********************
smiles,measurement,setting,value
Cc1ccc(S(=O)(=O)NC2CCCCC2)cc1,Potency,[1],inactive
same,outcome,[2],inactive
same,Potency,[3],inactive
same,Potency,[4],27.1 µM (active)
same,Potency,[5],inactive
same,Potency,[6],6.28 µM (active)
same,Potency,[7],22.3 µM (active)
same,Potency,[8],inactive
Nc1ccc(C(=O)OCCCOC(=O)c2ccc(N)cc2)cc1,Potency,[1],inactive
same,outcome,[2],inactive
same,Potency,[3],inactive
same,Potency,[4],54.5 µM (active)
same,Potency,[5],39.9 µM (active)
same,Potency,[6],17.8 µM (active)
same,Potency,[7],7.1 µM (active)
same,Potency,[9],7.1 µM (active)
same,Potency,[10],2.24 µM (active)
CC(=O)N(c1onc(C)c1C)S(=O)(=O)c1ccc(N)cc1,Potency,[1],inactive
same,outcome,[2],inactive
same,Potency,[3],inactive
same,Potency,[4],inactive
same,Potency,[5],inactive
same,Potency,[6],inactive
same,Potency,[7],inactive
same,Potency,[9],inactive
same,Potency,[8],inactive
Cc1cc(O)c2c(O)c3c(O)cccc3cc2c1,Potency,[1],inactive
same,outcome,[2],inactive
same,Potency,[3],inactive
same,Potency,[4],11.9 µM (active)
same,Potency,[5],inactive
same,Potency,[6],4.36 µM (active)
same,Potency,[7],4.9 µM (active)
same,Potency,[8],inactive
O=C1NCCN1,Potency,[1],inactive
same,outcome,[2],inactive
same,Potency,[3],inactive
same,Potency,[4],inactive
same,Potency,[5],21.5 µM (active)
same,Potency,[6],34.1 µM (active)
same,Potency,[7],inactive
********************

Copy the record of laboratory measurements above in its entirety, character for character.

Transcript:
smiles,measurement,setting,value
Cc1ccc(S(=O)(=O)NC2CCCCC2)cc1,Potency,[1],inactive
same,outcome,[2],inactive
same,Potency,[3],inactive
same,Potency,[4],27.1 µM (active)
same,Potency,[5],inactive
same,Potency,[6],6.28 µM (active)
same,Potency,[7],22.3 µM (active)
same,Potency,[8],inactive
Nc1ccc(C(=O)OCCCOC(=O)c2ccc(N)cc2)cc1,Potency,[1],inactive
same,outcome,[2],inactive
same,Potency,[3],inactive
same,Potency,[4],54.5 µM (active)
same,Potency,[5],39.9 µM (active)
same,Potency,[6],17.8 µM (active)
same,Potency,[7],7.1 µM (active)
same,Potency,[9],7.1 µM (active)
same,Potency,[10],2.24 µM (active)
CC(=O)N(c1onc(C)c1C)S(=O)(=O)c1ccc(N)cc1,Potency,[1],inactive
same,outcome,[2],inactive
same,Potency,[3],inactive
same,Potency,[4],inactive
same,Potency,[5],inactive
same,Potency,[6],inactive
same,Potency,[7],inactive
same,Potency,[9],inactive
same,Potency,[8],inactive
Cc1cc(O)c2c(O)c3c(O)cccc3cc2c1,Potency,[1],inactive
same,outcome,[2],inactive
same,Potency,[3],inactive
same,Potency,[4],11.9 µM (active)
same,Potency,[5],inactive
same,Potency,[6],4.36 µM (active)
same,Potency,[7],4.9 µM (active)
same,Potency,[8],inactive
O=C1NCCN1,Potency,[1],inactive
same,outcome,[2],inactive
same,Potency,[3],inactive
same,Potency,[4],inactive
same,Potency,[5],21.5 µM (active)
same,Potency,[6],34.1 µM (active)
same,Potency,[7],inactive